Create team flows

Team flows extend the power of Microsoft Flow to groups of people. After all, why should just one person enjoy the benefits of increased automation in his or her work environment?

Here are some advantages of team flows:

  • Multiple people can own and manage a flow together.
  • If the creator of a team flow leaves the organization, the other owners of the flow can continue to run it.
  • All owners of a team flow can view its history, manage its properties, edit it, add and remove owners, and delete it.

If you're the creator or an owner of a team flow, you'll find it listed on the Team flows tab in Microsoft Flow.

Team flows tab


  • Shared connections can be used only in the flow that they were created in.
  • Owners can use services in a flow, but they can't change the credentials for a connection that another owner created.


To create a team flow, you must have a paid Microsoft Flow plan. Additionally, to add other owners to a team flow or remove owners from it, you must be the creator or an owner.

Create a team flow

You create a team flow by adding other owners to an existing flow. After new owners are added to a flow, the flow will appear on the Team flows tab.

  1. Sign in to Microsoft Flow by using your organizational account.

  2. Select My flows.

  3. Select the Invite another owner button for the flow that you want to change.

    Invite another owner button

  4. Enter the name, email address, or group name of the person or group that you want to add as an owner.

    Enter user information

  5. In the list that appears, select the user or group.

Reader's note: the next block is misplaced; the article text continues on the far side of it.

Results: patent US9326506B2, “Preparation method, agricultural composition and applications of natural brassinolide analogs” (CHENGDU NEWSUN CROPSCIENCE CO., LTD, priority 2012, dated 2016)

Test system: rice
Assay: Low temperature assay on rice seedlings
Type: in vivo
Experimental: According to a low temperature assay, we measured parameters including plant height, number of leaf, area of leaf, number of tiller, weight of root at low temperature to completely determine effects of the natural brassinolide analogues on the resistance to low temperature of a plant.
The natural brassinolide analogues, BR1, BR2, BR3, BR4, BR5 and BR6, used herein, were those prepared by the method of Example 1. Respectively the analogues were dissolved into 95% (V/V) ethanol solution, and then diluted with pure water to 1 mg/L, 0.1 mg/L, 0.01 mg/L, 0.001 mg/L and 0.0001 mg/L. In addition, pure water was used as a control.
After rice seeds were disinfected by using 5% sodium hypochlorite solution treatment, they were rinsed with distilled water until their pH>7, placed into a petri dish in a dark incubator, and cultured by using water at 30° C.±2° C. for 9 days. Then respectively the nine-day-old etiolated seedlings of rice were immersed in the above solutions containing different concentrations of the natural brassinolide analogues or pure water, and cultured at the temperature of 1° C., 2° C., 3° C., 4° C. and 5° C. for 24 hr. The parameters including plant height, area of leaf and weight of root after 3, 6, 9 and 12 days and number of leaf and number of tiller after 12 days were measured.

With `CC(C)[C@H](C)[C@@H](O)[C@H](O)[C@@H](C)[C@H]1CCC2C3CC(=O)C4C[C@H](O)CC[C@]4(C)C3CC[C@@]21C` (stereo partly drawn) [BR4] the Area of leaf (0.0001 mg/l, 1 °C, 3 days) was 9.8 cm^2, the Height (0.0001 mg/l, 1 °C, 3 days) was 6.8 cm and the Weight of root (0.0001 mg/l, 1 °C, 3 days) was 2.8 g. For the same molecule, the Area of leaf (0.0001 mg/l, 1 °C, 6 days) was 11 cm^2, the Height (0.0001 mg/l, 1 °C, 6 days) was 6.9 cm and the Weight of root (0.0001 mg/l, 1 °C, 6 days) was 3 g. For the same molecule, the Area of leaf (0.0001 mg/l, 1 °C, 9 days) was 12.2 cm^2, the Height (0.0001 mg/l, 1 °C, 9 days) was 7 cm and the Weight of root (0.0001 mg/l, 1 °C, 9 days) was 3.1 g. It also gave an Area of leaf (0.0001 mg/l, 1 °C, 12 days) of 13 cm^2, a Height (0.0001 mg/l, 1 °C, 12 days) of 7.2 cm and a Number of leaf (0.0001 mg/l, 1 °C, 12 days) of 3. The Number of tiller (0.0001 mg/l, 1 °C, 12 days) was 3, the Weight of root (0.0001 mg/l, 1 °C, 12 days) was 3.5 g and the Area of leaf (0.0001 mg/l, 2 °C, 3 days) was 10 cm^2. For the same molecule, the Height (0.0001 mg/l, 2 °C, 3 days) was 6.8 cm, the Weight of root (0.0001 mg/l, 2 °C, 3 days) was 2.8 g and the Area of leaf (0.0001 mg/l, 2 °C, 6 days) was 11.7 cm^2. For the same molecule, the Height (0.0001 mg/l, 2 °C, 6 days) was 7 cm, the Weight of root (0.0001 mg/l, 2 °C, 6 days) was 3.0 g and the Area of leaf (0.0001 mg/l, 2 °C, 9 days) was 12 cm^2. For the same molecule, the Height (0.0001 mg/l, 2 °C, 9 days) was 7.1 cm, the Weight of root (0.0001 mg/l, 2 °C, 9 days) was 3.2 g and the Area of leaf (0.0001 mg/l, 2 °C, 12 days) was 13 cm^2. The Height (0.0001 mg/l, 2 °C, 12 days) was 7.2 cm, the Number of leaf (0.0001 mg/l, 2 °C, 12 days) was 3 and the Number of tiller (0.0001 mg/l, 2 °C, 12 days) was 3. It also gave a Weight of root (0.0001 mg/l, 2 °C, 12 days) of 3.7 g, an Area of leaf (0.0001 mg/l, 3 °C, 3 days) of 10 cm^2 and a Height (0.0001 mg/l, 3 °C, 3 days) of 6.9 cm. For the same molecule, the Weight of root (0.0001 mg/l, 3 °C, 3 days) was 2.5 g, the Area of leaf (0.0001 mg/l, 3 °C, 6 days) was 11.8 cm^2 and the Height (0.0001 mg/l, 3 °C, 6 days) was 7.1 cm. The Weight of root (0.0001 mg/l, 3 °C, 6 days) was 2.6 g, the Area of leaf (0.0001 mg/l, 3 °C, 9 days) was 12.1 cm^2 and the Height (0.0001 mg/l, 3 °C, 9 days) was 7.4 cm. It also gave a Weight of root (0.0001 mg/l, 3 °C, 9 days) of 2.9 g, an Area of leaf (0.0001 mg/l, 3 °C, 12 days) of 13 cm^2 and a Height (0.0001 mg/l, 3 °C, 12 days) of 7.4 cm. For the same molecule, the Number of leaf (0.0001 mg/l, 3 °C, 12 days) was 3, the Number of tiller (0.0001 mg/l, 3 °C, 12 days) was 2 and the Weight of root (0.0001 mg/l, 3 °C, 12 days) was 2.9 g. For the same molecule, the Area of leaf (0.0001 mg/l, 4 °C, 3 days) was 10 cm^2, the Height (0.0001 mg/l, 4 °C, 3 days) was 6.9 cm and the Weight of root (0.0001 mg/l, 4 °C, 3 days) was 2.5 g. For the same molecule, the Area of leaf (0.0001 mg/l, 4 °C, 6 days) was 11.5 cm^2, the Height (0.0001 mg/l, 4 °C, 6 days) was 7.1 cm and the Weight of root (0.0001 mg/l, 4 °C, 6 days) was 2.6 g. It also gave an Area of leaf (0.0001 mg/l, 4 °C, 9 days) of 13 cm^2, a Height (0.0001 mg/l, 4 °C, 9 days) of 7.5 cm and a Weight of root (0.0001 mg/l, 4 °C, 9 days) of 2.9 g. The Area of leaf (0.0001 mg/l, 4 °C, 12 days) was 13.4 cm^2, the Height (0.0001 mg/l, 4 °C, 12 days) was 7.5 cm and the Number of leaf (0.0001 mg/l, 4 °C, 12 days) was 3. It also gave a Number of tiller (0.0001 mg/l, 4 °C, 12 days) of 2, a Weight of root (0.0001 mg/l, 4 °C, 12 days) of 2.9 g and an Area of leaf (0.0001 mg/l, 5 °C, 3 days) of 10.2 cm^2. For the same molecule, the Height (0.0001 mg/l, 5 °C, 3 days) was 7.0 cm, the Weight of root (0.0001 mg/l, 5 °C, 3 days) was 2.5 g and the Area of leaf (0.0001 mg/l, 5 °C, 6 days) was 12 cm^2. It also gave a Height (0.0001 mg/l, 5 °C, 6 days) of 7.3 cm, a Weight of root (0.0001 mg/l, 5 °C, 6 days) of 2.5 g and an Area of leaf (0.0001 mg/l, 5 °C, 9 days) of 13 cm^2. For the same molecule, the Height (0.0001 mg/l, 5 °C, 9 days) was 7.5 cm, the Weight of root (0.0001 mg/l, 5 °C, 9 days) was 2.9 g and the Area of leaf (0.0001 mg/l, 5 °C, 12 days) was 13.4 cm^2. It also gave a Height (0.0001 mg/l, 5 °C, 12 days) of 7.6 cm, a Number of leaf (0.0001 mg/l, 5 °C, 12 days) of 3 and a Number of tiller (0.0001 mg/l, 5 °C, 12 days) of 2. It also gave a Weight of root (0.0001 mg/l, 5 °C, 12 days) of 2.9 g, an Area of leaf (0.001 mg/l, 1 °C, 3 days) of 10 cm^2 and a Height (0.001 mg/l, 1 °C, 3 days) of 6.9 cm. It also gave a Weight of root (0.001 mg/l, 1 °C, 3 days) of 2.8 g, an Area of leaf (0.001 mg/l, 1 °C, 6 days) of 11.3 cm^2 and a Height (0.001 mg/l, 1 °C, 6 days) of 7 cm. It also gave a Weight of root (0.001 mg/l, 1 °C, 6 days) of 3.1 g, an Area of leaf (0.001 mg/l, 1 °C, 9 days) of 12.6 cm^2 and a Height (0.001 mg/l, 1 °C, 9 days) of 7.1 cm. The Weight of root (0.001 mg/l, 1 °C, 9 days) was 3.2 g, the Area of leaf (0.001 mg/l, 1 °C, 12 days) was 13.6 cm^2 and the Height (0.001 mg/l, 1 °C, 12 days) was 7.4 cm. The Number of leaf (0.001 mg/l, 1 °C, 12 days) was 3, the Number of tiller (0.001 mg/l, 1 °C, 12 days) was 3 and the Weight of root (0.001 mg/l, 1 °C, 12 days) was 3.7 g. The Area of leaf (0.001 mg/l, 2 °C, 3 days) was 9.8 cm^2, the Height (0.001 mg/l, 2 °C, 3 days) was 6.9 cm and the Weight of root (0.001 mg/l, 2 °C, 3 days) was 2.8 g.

The user or group becomes an owner of the flow.

Keep in mind that when you create a team flow, it appears on the Team flows tab. It no longer appears on the My flows tab.

Add a SharePoint list as a co-owner of a flow

You can add Microsoft SharePoint lists as co-owners of a flow. In that way, everyone who has edit access to the list automatically gets edit access to the flow. After the flow is shared, you can just distribute a link to it.

Restrictions on changes to flows

Any owner of a team flow can contribute connections to a flow. After another person has access to the flow, that person can use any connections in it, but only within the scope of that flow.

For example, John creates a flow that updates items in SharePoint with his account, and he shares the flow with Mary. In this case, Mary will be able to change the use of SharePoint inside that flow, but not in any of her personal flows. Likewise, Mary can change the flow so that it uses her SharePoint connection, but John still won't able to use that new SharePoint connection in any of his flows.

To view all the connections that are used by a flow, select the Invite another owner button, and inspect the list of embedded connections.

Remove an owner


If you remove an owner whose credentials are used to access Microsoft Flow services, be sure to update the credentials for those connections, so that the flow continues to work correctly.

  1. On the Team flows tab, select the Invite another owner button for the flow that you want to change.

    Invite another owner button

  2. Select the Delete button user removed for the owner that you want to remove.

Embedded and other connections

The connections that are used in a flow fall into two categories:

  • Embedded: These connections are used in the flow.
  • Other: These connections have been defined for the flow, but they aren't used in it.

If you stop using a connection in a flow, that connection appears in the Other connections list. It will remain there until an owner includes it in the flow again.

To view the list of connections, change the team flow.

  • On the Team flows tab, select the Invite another owner button for the flow that you want to change.

    The list of connections appears under the list of owners in the flow's properties.

    Embedded connections